Innovation Blog

Be Big, Think Small: How Apple Retains its Startup Culture

The Three Things Steve Jobs Did

By Shlomo Maital

In a recent Bloomberg Business Week article by Nilofer Merchant, Steve Jobs is portrayed as saying that Apple’s culture is “that of a startup”.

Really?  At a time when Apple’s market capitalization has overtaken that of Microsoft’s?  (At $250 b., Apple surpassed Microsoft on May 26).   Considering that Apple was at the brink of death a decade ago, with only $150 m. in the bank, this is amazing.  Apple — a giant startup?  Startup giant?

What is the startup culture?  Can you be big and still think small?

Merchant quotes David Caldwell, professor of management at Santa Clara University, who says “culture is a shared understanding of assumptions and expectations among an organization’s members, and it is reflected in the policies, vision, and goals of that organization.”

Merchant says Jobs, when he returned to Apple, focused on doing three things well.

“1. Sharp laser focus:   He refocused the strategy to be about one thing. That meant he killed off even good things. Merchant notes that she led server channel management at Apple when Jobs returned to the company in 1997, and  was there when he made the decision to shut down big portions of revenue-generating businesses (including her division) because they didn’t fit with his vision for the company.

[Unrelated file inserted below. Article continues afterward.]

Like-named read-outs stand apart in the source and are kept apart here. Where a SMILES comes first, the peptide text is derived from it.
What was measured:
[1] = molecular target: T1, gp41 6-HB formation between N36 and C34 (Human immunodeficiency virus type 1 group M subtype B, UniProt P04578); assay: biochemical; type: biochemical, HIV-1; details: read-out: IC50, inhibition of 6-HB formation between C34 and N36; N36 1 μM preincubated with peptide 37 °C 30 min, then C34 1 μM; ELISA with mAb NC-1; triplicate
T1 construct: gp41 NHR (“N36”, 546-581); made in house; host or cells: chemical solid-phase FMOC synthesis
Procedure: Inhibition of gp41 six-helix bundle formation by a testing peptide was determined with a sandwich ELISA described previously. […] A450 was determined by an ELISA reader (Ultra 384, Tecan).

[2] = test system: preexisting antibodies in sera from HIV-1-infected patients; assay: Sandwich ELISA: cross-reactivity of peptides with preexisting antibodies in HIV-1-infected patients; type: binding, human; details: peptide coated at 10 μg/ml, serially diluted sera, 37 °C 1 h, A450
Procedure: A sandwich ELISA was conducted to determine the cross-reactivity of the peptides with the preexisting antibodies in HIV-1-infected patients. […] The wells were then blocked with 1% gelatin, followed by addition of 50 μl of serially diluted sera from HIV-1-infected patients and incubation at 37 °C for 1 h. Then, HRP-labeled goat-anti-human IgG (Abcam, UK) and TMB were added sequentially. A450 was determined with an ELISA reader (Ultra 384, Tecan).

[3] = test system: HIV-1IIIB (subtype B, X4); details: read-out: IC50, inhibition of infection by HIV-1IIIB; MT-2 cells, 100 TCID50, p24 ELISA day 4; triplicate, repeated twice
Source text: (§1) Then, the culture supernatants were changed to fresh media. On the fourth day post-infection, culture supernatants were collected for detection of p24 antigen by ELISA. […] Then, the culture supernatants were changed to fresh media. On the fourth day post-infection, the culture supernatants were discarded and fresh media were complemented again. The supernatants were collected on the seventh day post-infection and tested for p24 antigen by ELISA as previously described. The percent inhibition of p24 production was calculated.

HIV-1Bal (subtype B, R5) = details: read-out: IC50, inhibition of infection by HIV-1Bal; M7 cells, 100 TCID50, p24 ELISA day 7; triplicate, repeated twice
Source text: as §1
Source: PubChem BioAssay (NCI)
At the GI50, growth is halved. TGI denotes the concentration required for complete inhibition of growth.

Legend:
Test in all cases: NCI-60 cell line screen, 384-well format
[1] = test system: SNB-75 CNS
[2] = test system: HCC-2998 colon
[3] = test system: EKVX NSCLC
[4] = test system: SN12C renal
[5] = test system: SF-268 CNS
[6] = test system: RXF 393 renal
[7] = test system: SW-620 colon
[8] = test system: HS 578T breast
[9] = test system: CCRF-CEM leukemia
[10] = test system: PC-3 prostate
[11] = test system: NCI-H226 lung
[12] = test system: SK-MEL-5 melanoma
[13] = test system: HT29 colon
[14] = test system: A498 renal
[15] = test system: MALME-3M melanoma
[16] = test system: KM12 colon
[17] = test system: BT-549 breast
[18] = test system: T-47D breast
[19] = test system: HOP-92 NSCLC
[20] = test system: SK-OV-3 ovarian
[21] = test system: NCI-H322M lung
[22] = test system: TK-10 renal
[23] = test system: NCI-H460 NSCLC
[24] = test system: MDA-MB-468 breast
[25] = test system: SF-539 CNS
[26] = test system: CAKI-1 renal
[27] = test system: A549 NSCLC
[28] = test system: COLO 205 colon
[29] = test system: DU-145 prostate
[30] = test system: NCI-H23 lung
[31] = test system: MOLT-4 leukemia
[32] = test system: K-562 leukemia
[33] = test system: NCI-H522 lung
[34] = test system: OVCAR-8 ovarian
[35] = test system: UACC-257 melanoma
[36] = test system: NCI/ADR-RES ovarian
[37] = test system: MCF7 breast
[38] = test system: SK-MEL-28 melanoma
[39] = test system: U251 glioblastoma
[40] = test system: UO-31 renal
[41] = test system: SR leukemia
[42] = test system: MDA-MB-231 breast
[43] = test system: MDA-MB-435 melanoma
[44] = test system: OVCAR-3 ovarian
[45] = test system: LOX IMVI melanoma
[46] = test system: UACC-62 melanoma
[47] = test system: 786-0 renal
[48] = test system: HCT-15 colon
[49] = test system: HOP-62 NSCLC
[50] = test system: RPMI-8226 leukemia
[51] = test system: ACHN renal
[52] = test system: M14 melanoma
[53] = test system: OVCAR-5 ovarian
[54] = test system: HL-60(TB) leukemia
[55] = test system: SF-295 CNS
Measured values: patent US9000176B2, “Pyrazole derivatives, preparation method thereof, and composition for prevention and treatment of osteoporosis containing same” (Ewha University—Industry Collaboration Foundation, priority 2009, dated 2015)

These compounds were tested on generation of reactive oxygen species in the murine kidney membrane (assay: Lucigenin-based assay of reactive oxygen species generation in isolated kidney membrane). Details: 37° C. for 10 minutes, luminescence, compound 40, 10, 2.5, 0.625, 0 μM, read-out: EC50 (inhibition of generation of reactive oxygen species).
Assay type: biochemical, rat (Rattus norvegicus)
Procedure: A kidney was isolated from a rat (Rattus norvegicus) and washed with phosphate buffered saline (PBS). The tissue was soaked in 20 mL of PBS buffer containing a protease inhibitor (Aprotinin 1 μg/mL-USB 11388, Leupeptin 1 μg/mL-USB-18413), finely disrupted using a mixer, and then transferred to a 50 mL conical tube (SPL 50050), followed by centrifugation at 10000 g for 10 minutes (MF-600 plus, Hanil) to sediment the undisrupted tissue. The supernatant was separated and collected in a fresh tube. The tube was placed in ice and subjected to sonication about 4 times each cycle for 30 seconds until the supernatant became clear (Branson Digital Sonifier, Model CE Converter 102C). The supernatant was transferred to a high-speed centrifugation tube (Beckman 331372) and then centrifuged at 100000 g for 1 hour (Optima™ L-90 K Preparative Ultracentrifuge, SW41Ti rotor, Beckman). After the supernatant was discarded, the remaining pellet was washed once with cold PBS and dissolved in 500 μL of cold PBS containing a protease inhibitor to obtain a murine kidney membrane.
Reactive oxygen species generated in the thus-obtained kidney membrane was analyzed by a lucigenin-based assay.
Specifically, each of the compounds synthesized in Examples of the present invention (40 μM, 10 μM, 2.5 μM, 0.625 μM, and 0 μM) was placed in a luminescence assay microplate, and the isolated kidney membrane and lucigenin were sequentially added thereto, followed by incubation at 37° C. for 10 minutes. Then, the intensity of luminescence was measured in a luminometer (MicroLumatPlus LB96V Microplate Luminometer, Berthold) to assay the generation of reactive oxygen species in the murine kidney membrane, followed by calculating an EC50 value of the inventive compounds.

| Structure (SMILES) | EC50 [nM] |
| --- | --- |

2. He eliminated passive aggressiveness and encouraged debate when new ideas were forming. When you are thinking about difficult problems together with exceptionally bright people, there are going to be disagreements. But it is through the tension of that creative conflict that new ideas get born, new angles get explored, and risks get mitigated.

3. He set up a cross-disciplinary view of how the company would succeed. This holistic vision means there is cohesion throughout the company, from concept to product to sales. For example, the retail strategy could have been a separate or disparate part of the whole, but Apple has made its retail strategy part and parcel of its overall promise of ease of use.”

These three changes in culture are easy to define but extraordinarily difficult to implement.  Jobs’ force of personality did it.  “It would be easy to count any revenue as good revenue, to allow a few people to stay even though they were rotting the culture, or to allow the different parts of a business to act in their silos”, Merchant says. Jobs would have none of this ‘path of least resistance’.

One of the toughest managerial and entrepreneurial tasks around, maybe THE toughest, is to retain entrepreneurial culture while leveraging and organizing disciplined operations and economics of scale.  Very few companies succeed.  Apple seems to be one.  It is a case worth careful study.

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